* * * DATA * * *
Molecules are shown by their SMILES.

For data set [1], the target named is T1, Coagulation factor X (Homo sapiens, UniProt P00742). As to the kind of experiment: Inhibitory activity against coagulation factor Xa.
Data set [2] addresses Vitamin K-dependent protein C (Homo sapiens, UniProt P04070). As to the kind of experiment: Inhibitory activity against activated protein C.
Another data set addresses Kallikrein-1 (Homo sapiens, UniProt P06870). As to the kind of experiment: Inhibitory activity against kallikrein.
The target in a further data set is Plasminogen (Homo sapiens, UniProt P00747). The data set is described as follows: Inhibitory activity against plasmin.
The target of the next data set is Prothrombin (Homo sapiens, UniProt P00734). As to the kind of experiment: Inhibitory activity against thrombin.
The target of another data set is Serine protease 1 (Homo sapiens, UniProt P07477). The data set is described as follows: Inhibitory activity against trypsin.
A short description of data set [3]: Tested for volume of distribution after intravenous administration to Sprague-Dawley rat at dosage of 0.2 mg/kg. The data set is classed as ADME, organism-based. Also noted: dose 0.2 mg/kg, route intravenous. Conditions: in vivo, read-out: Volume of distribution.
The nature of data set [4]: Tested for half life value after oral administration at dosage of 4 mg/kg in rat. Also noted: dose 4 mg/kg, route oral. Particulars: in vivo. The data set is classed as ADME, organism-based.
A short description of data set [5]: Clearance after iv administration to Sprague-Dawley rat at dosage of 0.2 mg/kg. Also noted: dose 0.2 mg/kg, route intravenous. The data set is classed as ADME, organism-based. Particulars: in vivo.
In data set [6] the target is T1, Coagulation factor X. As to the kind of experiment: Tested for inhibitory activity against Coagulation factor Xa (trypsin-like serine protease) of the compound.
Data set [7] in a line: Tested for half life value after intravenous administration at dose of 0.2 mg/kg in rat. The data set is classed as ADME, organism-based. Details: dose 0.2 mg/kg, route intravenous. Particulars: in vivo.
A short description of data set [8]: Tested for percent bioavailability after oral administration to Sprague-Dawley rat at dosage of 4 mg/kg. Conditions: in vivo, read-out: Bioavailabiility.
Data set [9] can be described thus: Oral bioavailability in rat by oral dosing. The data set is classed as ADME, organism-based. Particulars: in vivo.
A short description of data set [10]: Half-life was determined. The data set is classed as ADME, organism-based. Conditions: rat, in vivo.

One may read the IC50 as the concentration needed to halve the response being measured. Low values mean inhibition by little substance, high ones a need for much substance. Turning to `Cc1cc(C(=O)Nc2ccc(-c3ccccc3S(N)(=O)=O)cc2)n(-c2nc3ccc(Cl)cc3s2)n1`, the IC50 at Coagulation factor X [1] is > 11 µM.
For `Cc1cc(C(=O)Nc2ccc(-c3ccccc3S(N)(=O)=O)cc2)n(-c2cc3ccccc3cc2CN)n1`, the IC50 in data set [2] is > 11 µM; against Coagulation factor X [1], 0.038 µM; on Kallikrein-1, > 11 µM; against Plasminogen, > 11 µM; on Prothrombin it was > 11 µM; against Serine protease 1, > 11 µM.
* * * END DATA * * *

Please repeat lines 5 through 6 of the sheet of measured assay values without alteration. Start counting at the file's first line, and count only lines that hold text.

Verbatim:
The target in a further data set is Plasminogen (Homo sapiens, UniProt P00747). The data set is described as follows: Inhibitory activity against plasmin.
The target of the next data set is Prothrombin (Homo sapiens, UniProt P00734). As to the kind of experiment: Inhibitory activity against thrombin.